Sierra Leone SDI Alliance Response to Covid-19
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Nearly three months since the first case of Covid-19 was reported in Sierra Leone, the Federation of the Urban and Rural Poor (FEDURP) and their support NGO the Centre for Dialogue on Human Settlements and Poverty Alleviation (CODOHSAPA) reflect on actions taken to date and the challenges that still lie ahead in taking action against this pandemic.
This report provides narrative on how FEDURP has been involved in the fight against COVID-19 in their localities within Freetown Municipality, which is the epicentre of the pandemic. Their involvement has been driven by the institutional response strategy developed in collaboration with Freetown City Council (FCC). This strategy was generated using feedback and experiences of FEDURP and community volunteers actively involved in various activities to help prevent and mitigate the spread of the virus in their respective localities.
In early April 2020, FEDURP and CODOHSAPA consulted and put together a COVID-19 response plan as the pandemic was close to getting its way into Sierra Leone from the two neighboring countries of Liberia and Guinea. This plan constituted the following thematic pillars:
- Leverage existing partnerships with local authorities, such as Freetown City Council, to establish clear roles and responsibilities and clear lines of communication between government and communities;
- Adapt and deliver initiatives formulated within the national policy framework;
- Monitoring of community dynamics, including livelihood activities and movement of people in and out of their settlements; and,
- Enhancing contact tracing of suspected or positive cases within their communities.
To ensure that our strategy was better informed and relevant, it also capitalised on FCC’s COVID-19 response framework with three strategic pillars, namely;
- Behavior change messaging,
- Behavior change support, and,
- Isolation and containment support.
These two foregoing strategic pillars incidentally aligned with the strategic objectives of the SDI network with respect to Covid-19, namely;
- To provide community owned and validated settlement profile and mapping data to inform co-developed preparedness and response plans including logistics;
- Settlement level enablement of co-owned humanitarian assistance responses by means of leveraging existing social and political capital as a way to build two-way trust between providers and affected populations; and,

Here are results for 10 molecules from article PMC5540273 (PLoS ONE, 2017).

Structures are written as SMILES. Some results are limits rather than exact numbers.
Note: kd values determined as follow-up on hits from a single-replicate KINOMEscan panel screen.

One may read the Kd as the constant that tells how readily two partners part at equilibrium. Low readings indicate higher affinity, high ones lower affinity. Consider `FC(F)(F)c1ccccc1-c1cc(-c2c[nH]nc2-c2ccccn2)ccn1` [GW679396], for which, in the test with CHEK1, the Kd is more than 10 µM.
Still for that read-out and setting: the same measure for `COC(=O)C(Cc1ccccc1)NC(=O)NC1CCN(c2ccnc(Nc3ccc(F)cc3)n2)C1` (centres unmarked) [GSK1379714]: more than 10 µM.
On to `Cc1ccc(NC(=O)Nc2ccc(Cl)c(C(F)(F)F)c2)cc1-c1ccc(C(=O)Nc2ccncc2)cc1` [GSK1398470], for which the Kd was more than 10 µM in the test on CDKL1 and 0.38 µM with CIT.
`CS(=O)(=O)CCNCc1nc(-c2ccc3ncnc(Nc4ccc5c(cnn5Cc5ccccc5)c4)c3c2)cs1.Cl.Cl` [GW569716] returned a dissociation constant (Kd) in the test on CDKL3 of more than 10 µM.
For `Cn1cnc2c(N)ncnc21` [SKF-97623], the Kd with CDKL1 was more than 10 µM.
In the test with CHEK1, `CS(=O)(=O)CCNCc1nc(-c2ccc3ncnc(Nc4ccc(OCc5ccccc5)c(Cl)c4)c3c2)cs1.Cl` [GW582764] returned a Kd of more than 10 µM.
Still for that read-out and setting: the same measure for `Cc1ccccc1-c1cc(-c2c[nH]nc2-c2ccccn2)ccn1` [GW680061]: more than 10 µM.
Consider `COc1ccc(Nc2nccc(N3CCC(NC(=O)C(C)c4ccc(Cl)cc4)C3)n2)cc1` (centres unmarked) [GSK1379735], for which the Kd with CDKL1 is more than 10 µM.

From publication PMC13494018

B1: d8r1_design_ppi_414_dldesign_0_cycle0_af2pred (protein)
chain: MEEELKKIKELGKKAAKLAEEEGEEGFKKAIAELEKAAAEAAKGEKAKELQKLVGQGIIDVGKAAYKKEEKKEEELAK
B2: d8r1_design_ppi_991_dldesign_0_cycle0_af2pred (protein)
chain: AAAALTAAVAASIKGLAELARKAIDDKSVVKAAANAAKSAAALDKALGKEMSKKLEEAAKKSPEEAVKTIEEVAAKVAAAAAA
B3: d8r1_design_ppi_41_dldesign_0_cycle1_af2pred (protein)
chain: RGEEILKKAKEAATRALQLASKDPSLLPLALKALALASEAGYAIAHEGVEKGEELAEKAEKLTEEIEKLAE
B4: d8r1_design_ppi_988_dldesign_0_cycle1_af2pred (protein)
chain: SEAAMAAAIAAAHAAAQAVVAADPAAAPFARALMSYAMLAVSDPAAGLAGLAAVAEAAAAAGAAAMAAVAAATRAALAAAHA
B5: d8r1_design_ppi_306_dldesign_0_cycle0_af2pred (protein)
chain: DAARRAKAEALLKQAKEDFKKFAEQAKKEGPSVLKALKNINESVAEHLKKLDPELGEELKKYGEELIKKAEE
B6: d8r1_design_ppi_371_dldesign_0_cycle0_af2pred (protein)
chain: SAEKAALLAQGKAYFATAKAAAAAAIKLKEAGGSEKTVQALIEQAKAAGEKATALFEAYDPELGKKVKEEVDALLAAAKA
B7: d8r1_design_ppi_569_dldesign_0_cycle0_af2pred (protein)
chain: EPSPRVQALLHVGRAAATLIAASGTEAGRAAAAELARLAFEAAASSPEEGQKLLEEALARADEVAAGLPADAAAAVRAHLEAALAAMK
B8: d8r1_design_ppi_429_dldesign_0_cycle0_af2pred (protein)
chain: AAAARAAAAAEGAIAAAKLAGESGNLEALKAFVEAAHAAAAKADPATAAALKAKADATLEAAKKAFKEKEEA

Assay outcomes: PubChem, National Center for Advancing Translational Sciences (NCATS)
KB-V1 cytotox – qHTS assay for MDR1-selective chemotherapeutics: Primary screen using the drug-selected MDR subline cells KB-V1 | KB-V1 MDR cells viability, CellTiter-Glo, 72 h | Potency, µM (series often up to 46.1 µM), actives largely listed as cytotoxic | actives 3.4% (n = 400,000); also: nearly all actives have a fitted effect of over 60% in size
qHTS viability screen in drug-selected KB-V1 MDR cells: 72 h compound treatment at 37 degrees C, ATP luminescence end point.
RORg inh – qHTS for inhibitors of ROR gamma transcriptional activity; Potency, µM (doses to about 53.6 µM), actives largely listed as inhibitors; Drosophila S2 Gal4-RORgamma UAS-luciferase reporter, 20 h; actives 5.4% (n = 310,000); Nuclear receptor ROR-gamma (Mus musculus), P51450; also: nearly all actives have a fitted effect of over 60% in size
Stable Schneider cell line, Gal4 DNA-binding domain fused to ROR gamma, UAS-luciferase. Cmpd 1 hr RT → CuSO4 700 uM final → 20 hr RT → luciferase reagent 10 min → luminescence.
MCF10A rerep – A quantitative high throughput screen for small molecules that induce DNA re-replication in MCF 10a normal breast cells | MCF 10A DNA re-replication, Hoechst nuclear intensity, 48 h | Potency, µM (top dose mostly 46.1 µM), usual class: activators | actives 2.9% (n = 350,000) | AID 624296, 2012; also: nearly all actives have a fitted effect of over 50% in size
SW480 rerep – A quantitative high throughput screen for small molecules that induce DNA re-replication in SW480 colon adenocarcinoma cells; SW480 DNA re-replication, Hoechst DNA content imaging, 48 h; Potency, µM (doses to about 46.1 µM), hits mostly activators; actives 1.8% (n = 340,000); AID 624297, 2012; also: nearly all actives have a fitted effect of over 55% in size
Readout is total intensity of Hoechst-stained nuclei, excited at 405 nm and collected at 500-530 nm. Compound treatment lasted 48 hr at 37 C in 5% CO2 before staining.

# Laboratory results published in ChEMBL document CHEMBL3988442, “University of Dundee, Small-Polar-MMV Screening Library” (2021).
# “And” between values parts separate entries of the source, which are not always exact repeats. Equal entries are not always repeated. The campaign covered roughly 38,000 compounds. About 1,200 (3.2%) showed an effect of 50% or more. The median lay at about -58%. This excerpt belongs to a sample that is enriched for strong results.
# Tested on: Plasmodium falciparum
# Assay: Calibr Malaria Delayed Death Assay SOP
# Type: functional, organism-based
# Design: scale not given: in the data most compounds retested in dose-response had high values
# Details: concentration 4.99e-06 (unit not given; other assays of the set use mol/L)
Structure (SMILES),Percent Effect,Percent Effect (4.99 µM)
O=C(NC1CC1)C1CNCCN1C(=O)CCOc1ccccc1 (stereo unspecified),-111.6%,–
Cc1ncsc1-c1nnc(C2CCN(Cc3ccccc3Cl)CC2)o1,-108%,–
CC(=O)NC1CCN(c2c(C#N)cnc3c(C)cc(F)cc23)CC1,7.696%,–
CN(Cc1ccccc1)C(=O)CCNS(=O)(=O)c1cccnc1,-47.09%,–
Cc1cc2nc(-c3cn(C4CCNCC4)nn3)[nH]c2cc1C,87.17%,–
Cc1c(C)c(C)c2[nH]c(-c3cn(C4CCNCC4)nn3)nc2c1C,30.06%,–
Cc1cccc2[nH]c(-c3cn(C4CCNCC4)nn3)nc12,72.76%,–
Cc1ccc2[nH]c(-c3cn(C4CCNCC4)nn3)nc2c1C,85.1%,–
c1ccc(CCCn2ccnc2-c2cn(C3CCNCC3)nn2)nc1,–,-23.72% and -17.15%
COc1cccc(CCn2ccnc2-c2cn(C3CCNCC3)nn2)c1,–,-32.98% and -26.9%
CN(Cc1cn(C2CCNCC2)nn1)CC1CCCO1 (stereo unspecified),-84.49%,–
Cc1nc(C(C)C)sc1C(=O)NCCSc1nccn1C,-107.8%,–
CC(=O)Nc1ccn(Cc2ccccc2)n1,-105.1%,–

- To engage in monitoring and advocacy activities at settlement and city level in order to minimize threats of evictions and counterproductive closures of essential informal services during periods of lockdown or protracted national emergency.
Hence, the actions of FEDURP included; i) mobilization of community volunteers to focus on case and incident reporting; ii) development of sensitization messaging materials such as posters, handbills, and videos; iii) engagement in community sensitisation through direct community outreach and using various social media platforms to share videos and radio discussion; iv) provision of veronica buckets (for hand washing) and face masks; v) work with settlement-based local chiefs to enforce government regulations and practices; and, vi) engagement with state and local authorities to enhance government response to needs of informal settlements.
- Development of behaviour change messaging and information, education and communication (IEC) materials:
FEDURP and CODOHSAPA consulted various messaging materials developed by the Ministry of Health and Sanitation (MoHS). The contents of these materials were customised to reflect the realities of slums and informal settlements. The messaging materials developed included visuals (posters and handbills) and audio-visuals (videos). This was done in collaboration with FCC and community health workers working in community health centres located in the informal settlements. The videos were done by the KYC TV team. One of the videos was done with the mayor in one of the slums (Susan’s Bay) emphasing the importance of handwashing and social distancing.
- Provision of handwashing facilities:
Five communities were supported with veronica buckets and soap which were located at strategic locations within communities. These provided facilities for handwashing, which helps to stimulate and enhance behaviour change in communities. Given that hand washing is the most basic practice to mitigate the spread of COVID-19, the provision of these items has increased people’s awareness about handwashing practices as an important element to preventing the spread of the virus. These stations are monitored by young community volunteers to enforce the practice for passers-by and to replenish the water and soap.
- Production and provision of face masks:
1,250 face masks were produced by tailors who are members of FEDURP. 250 were directly distributed to community volunteers and 1,000 contributed to the 60,000 mask target set by the FCC to support vulnerable population in slum and informal settlements.
- Community sensitization and propagation of messaging:
Community volunteers drawn from the community-based disaster management committees (CDMCs) and FEDURP key participants engaged in community outreach activities, organising community and one-on-one sensitisation drives and distributing the posters and handbills containing customised messages that respond to the realities of slums and informal settlements.
- Working with FCC to reach out vulnerable population with food items during lockdown:
The federation worked with FCC to support a community kitchen targeting three extremely vulnerable communities namely, Cockle Bay (in the west end of Freetown), CKG (central), and Old Wharf (east end) targeting people with disabilities, the elderly, orphans, pregnant girls and female headed households with multiple dependents. This is to mitigate hunger for these categories of people who are limited to sourcing livelihood opportunities. Without such support, they are exposed to reinforced marginalisation and increase their exposure to contracting the virus and/or decreasing the chances of survival if they get exposed to the virus.